Small and New

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New Year’s Day. The end of it, actually. I’m sitting in front of a Christmas tree that’s lovely but needle-brittle.  It has another few days in it, maybe, before we box up the lights and baubles and drag it to the curb.

The truth is, I don’t know what to say. I feel like I’m supposed to say something reflective, sage. I’m supposed to be optimistically looking into this next trip around the sun, invoking its mystery, waiting for it to unfold in front of me.

And there is some of that in me right now, but it feels a little brittle, too. A little fractured. This last year was really hard for many people around me.  There was a lot of loss, and some of it of the most desperate, final kind. The violent death of a spouse. The unspeakable death of a child.  I’m left more than a little in awe of how a person goes on.

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When it happens, as it did happen, you scramble to find a purchase in the slippery soil of someone else’s grief. It’s not your wife. It’s not your child, but it’s not a great leap to imagine yourself stricken so. We do this. Every loss is practice. Every death is really our own.

In your scrambling, you think of how to be of use. Maybe you send care packages through the mail–good olive oil so his meals, at least, will be delicious, and toys for his children who have lost their mother. Maybe you cook and deliver meals to a colleague who has lost her grown son. Maybe you wander around a discount store, gathering items you imagine could soothe for a basket to place on her desk. For when she must leave the strange cocoon of mourning and return to the world, which will have changed for her in ways you cannot imagine.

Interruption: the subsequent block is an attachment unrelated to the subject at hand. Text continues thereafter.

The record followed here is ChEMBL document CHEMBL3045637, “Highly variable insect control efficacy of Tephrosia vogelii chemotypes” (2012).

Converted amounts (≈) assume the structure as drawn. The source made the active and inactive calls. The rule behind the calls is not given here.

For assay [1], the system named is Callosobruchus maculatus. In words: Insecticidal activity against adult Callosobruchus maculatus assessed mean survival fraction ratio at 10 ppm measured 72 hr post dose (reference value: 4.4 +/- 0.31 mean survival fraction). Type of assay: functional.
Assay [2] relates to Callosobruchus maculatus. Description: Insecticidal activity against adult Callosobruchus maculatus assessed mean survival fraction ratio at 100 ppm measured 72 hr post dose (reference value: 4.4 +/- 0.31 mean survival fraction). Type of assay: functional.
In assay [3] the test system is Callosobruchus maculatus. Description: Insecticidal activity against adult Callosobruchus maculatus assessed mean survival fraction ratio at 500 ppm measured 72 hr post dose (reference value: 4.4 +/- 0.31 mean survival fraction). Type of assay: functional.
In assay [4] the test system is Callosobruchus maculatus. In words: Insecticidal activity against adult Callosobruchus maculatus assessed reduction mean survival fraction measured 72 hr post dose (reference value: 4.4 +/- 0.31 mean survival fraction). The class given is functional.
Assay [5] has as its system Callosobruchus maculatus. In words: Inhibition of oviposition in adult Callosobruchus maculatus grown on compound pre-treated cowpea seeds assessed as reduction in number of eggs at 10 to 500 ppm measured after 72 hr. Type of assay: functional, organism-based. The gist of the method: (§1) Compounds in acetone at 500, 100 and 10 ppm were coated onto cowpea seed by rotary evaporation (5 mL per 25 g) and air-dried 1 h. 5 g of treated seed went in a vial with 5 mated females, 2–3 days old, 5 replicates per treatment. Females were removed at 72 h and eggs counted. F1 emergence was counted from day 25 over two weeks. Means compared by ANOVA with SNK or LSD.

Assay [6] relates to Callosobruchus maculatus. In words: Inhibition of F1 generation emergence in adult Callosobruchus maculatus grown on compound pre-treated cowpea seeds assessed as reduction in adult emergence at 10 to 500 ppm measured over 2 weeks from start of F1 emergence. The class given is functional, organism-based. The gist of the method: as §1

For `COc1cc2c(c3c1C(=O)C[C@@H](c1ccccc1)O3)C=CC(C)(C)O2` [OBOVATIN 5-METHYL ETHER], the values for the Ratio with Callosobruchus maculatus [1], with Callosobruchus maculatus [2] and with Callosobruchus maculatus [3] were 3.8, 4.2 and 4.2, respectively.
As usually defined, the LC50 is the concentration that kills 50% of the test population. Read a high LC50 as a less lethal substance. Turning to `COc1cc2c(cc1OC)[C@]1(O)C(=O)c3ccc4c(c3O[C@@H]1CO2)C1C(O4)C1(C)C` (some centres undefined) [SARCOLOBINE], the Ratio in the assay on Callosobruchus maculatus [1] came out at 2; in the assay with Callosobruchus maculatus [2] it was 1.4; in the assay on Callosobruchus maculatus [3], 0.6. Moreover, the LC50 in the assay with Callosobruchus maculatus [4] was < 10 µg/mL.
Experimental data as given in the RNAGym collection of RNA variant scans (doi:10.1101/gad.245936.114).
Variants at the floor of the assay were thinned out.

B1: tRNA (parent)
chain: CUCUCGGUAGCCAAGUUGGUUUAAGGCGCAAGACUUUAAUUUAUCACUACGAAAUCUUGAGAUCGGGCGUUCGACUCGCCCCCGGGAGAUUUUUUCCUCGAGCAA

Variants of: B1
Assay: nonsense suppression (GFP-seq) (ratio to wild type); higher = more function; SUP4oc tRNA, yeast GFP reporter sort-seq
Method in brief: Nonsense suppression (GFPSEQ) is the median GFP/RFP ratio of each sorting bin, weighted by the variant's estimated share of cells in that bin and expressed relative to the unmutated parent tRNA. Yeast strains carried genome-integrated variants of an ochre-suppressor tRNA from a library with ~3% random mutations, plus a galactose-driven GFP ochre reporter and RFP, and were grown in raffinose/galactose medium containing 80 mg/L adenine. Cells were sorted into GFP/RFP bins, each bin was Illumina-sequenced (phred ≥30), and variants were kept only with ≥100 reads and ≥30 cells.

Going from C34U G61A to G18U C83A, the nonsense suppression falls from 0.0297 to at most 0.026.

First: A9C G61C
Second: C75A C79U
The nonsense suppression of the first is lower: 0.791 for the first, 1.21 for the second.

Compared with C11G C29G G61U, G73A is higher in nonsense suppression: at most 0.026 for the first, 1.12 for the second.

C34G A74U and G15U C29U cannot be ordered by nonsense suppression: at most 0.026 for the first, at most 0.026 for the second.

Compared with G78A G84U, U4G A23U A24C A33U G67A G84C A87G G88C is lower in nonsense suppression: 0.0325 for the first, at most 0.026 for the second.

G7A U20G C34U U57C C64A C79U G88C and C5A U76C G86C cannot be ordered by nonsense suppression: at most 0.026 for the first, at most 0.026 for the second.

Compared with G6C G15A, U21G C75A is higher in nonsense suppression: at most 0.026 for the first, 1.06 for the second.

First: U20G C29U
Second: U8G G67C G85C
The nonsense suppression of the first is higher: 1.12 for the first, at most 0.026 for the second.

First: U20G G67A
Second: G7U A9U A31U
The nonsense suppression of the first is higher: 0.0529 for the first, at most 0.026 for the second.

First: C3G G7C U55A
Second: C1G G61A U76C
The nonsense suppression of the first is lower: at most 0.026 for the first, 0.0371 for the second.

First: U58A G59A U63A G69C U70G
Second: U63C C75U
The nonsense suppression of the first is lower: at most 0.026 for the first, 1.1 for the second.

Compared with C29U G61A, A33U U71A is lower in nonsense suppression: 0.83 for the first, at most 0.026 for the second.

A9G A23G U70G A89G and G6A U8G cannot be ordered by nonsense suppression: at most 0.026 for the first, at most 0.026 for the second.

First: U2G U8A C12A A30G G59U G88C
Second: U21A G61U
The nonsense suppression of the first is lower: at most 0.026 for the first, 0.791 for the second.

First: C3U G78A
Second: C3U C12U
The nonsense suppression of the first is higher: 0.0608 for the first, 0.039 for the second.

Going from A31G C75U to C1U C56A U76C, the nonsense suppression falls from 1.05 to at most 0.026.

You don’t want to imagine.

Candle. Tea cup. Chocolate bar. Does anyone really think hand cream is any kind of balm? Could it even, in this context, be an affront? Under bright pre-holiday fluorescence, you choose items and feel ridiculous, but remember the bowl of chocolate ice cream someone put in front of you when your father died. The smallest step back. Toward.

In the end, you lean on words. Of course you do. You try to text several times a day--just checking in; thinking of you. You call and let him talk or not talk. You listen to her tell stories about when he was as young as your own son is now.

And you write.

I mean, of course, that I write. I write blog posts that veer into the second person as a way of distancing myself from impossible pain. I write emails and sympathy cards, Facebook posts and poems. I think of how my year was bookended by deaths which had no connection to me except that they ravaged people I care about deeply. I think of how small I am in the face of those deaths, and also of how much a single word has meant to me in my life, during my own losses.

I make no plans for the new year, no proclamations or resolutions. I know how a life can turn in a day, overnight, in one quick moment.

I want to love and be here. That’s enough.

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